Fighting before dating

He is acutely aware of the danger facing him, having seen numerous friends including fellow volunteers from the UK killed in battle, sometimes watching them die in his arms.

A least four British men have so far been killed while fighting alongside the YPG and there is mounting concern for those who remain, including members of the former Bob Crow Brigade and the first female volunteer from the UK, Kimmie Taylor.

“Isis doesn’t know where the next attack is going to strike and they can’t put together that much of a coherent defence,” he adds.

“For the past 40 to 50 days I’ve only spent four or five days off the front, so my world is just my position and the people in my unit.” Mr Gifford has posted footage online showing Isis mortars falling just metres away from his position.

It’s a very long time and if I had any significant doubts, I came to terms with them a long time ago.” Isis used the most recent edition of its propaganda magazine to threaten “the Crusaders and their murtadd [apostate] proxies”, while apparently admitting that Raqqa would fall.

A militant said to be Isis’ commander in the city said his militants would fight “down to their last drop of blood” and described death as a “good outcome”.

“Parties to the conflict must protect them and facilitate safe passage for civilians.” Women’s emancipation is at the forefront of the Kurdish sociopolitical agenda, and the YPJ, or women’s fighting units, have a frontline role in taking on Isis (International Revolutionary People’s Guerrilla Forces) Humanitarian groups including Amnesty International have also raised concern over the YPG’s alleged human rights abuses and use of child soldiers – both of which the group denies – as well as accusing the US-led coalition of “disproportionate” bombardment.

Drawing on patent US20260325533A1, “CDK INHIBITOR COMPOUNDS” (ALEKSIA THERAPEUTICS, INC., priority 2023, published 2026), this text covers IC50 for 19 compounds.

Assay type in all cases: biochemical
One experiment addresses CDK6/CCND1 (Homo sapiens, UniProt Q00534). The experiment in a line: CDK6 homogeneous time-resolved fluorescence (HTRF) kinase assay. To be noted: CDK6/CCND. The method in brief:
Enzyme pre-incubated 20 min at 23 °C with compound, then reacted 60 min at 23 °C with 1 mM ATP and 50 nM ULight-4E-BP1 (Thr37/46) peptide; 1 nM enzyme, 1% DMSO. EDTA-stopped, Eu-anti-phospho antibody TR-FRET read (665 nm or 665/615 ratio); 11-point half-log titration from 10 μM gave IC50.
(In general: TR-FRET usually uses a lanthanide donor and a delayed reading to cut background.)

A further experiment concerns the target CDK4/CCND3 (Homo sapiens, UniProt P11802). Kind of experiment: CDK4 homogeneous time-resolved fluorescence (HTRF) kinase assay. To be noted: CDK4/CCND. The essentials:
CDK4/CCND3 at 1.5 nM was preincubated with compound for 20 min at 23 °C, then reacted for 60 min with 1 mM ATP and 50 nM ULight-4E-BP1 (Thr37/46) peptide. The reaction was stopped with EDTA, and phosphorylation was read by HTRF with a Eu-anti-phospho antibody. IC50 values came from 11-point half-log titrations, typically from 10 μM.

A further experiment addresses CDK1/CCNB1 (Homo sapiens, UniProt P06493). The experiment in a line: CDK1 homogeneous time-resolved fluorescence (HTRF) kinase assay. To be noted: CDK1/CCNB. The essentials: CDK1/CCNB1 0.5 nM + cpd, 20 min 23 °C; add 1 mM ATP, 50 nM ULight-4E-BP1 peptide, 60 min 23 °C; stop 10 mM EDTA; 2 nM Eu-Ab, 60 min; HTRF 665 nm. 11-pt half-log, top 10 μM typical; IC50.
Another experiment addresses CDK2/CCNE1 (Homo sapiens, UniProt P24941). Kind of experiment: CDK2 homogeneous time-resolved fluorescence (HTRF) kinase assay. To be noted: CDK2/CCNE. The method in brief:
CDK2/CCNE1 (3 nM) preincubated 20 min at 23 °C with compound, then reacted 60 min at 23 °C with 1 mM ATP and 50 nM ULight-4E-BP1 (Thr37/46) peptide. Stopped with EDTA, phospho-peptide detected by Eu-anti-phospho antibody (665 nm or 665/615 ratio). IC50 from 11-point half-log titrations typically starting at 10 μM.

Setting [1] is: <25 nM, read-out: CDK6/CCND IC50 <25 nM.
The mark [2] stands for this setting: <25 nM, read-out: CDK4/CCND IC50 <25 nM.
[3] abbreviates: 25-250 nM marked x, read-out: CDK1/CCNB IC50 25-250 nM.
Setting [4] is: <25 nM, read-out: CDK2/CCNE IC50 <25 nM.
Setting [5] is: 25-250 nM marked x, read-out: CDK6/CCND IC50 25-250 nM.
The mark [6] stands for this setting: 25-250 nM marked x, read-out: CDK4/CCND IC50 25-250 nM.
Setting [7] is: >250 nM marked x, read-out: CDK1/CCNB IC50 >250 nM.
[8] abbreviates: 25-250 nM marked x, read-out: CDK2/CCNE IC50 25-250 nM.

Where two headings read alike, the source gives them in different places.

“A group that kills women and children, butchers gay people by throwing them off buildings and does the most horrible and unspeakable things ...

“Coming out here was just something I wanted to do, that I felt had to be done,” he says.

“I wanted to fight Isis, I wanted to show that the people who are going to destroy Isis and heal the country already existed inside Syria, because at the time I went there was a lot of talk of raising armies by the Americans and Brits.

He expressed frustration at the fact the US-led coalition had not bombed one key piece of weaponry but suspected it could be surrounded by civilians deployed as “human shields” by Isis.

Around 300,000 civilians were living in Raqqa at the start of the offensive and the UN estimates that at least 20,000 remain – half of them children.

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